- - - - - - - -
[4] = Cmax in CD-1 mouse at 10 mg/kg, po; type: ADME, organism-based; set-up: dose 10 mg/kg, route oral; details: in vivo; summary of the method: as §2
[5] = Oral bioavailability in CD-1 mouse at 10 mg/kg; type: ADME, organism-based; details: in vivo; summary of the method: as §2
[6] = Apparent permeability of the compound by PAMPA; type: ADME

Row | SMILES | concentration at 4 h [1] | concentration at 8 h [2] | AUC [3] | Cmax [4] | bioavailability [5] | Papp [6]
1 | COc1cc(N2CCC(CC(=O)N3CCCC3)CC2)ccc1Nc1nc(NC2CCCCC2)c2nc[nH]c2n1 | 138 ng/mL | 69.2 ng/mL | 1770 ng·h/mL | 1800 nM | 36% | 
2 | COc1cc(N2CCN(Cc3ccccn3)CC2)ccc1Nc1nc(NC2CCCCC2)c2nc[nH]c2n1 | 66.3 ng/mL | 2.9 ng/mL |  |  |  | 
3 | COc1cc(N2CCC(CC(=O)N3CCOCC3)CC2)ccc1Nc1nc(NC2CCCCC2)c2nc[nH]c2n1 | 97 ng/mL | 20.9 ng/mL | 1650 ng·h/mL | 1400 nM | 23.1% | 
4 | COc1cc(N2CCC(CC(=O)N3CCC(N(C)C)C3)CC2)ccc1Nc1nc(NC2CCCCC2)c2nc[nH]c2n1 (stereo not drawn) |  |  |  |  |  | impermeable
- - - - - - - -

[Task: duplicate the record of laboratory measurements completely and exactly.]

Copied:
[4] = Cmax in CD-1 mouse at 10 mg/kg, po; type: ADME, organism-based; set-up: dose 10 mg/kg, route oral; details: in vivo; summary of the method: as §2
[5] = Oral bioavailability in CD-1 mouse at 10 mg/kg; type: ADME, organism-based; details: in vivo; summary of the method: as §2
[6] = Apparent permeability of the compound by PAMPA; type: ADME

Row | SMILES | concentration at 4 h [1] | concentration at 8 h [2] | AUC [3] | Cmax [4] | bioavailability [5] | Papp [6]
1 | COc1cc(N2CCC(CC(=O)N3CCCC3)CC2)ccc1Nc1nc(NC2CCCCC2)c2nc[nH]c2n1 | 138 ng/mL | 69.2 ng/mL | 1770 ng·h/mL | 1800 nM | 36% | 
2 | COc1cc(N2CCN(Cc3ccccn3)CC2)ccc1Nc1nc(NC2CCCCC2)c2nc[nH]c2n1 | 66.3 ng/mL | 2.9 ng/mL |  |  |  | 
3 | COc1cc(N2CCC(CC(=O)N3CCOCC3)CC2)ccc1Nc1nc(NC2CCCCC2)c2nc[nH]c2n1 | 97 ng/mL | 20.9 ng/mL | 1650 ng·h/mL | 1400 nM | 23.1% | 
4 | COc1cc(N2CCC(CC(=O)N3CCC(N(C)C)C3)CC2)ccc1Nc1nc(NC2CCCCC2)c2nc[nH]c2n1 (stereo not drawn) |  |  |  |  |  | impermeable